To break it down a little further (there are no spoilers here, because you should play this game, and you should play it like you watch a great film, with no preconceptions – just get swept up in the experience).
First, story and dialogue. Brilliantly, brilliantly written by Neil Druckmann – a story that develops and holds true emotional story-telling with believable characters throughout. There wasn’t a single moment in the entire game where the actions of the characters didn’t feel real to me; especially from the two lead roles. Every moment feels like honest acting, with great choices from both Troy Baker and Ashley Johnson at every turn. Of course, these performances would be nothing without the work of the cinematic and gameplay animator, who produced some beautiful work that compliments the vocal performances brilliantly – a fantastic job by all involved.
Second, music. The score for the game is fantastic, thematically perfect, sparse, melancholic, never intrusive – brilliantly done. In many cases the lack of music is a really powerful choice that elevates tensions and focuses the experience even more. It was a brave decision to strip back the audio component as much as they have, but the silences build the tension to a wonderful degree.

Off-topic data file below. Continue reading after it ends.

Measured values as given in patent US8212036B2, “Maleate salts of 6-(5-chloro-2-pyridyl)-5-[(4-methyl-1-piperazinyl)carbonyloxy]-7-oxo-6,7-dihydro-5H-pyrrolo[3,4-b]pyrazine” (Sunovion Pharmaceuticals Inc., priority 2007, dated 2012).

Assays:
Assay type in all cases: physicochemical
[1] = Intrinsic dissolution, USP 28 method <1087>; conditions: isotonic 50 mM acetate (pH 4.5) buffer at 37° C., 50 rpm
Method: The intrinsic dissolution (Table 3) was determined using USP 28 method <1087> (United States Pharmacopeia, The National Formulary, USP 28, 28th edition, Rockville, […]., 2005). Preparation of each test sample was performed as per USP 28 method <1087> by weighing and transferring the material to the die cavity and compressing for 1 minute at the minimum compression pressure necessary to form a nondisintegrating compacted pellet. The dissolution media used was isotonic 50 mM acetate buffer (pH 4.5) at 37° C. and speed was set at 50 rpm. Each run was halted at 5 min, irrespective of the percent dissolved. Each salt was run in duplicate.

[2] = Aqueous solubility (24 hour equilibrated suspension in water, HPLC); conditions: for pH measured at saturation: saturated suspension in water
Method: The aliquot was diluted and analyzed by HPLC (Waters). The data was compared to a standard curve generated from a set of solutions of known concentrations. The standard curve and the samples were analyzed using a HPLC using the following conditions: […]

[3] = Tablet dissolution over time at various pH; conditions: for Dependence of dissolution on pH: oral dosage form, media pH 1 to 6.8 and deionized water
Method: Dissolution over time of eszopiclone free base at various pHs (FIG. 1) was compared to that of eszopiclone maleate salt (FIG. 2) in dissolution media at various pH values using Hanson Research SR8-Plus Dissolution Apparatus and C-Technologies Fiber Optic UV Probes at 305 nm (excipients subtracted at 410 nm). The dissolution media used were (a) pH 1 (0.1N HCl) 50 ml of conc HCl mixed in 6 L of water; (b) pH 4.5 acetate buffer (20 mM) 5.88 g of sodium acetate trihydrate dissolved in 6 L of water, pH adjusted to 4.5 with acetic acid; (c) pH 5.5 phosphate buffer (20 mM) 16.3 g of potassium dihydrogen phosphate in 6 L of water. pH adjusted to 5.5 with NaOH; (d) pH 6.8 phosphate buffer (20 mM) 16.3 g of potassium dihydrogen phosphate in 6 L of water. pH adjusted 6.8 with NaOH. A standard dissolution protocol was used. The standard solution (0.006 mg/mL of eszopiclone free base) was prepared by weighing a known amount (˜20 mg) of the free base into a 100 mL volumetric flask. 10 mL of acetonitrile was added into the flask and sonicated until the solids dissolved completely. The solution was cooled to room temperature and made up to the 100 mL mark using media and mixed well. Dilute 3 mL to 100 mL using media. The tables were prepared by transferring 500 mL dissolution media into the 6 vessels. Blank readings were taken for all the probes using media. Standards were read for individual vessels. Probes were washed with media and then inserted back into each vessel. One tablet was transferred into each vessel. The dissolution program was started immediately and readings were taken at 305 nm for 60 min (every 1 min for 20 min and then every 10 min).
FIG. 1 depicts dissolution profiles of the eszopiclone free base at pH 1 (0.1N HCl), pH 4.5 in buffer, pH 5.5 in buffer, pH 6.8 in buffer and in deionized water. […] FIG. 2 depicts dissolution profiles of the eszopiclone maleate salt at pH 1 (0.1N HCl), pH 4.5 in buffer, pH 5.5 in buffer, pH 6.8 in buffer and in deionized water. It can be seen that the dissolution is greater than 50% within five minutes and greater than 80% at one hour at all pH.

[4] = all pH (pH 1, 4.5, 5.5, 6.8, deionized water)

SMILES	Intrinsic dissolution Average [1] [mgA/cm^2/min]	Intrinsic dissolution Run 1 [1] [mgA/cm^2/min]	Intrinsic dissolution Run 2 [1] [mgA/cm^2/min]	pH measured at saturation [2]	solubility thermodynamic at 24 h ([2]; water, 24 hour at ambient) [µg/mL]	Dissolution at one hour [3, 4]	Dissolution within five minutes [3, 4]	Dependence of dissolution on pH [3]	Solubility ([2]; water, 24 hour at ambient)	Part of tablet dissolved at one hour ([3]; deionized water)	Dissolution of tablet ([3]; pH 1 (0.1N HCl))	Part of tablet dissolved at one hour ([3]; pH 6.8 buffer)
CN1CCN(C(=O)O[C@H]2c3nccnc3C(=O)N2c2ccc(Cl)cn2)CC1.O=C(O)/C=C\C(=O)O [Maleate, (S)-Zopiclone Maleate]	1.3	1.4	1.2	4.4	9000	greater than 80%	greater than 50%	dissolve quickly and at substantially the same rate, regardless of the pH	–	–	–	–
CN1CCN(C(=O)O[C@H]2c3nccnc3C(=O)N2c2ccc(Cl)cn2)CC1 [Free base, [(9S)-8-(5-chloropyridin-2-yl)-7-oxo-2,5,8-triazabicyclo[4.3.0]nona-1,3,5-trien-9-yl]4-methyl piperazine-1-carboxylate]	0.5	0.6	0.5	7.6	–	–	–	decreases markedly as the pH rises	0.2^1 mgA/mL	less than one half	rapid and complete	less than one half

Third, combat. It’s brutal, and unforgiving, and as an experience to play through is beautifully tense. The design of the various combat mechanics, with the crafting elements, limited ammunition, and the brutality of the combat animations (which feels like the characters are genuinely fighting for their lives, terrified, desperate) – so different from regenerating health and wonky AI that you can find in comparable titles. The design of the enemies in the game also feeds into this, with different opponents encouraging you to make different choices. As an example of contrast, the Assassin’s Creed games have brutal hand-to-hand combat, but it never feels as desperate, adrenaline-fuelled, and edged with terror as the combat in The Last of Us, and as a result lacks tension for me – with The Last Of Us, you can feel that tension in every combat and it works brilliantly.
Lastly, world design. The art is absolutely stunning; every element of the ruined world the game is set in feels right, the overall aesthetic is so wonderfully grounded – the areas that you explore feel real, they feel as I would imagine that world to be, and do so in a manner that doesn’t feel … the best way I can describe it is that none of it feels like a film set. The visual storytelling that’s inherent in the world never feels forced, you never feel made to look at these elements in the world, but it all adds to the experience.